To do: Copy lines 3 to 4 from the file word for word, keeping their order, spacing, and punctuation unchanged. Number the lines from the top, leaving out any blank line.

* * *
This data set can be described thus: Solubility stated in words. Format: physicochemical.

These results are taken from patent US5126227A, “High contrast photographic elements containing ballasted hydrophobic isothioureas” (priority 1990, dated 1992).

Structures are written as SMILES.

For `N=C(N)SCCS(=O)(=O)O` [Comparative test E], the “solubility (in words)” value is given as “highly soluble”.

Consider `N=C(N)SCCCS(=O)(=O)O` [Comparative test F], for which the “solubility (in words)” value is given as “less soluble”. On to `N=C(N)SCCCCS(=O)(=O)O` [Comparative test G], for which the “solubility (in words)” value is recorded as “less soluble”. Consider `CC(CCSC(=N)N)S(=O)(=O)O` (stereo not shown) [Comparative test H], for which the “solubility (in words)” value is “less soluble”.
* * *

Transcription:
Structures are written as SMILES.

For `N=C(N)SCCS(=O)(=O)O` [Comparative test E], the “solubility (in words)” value is given as “highly soluble”.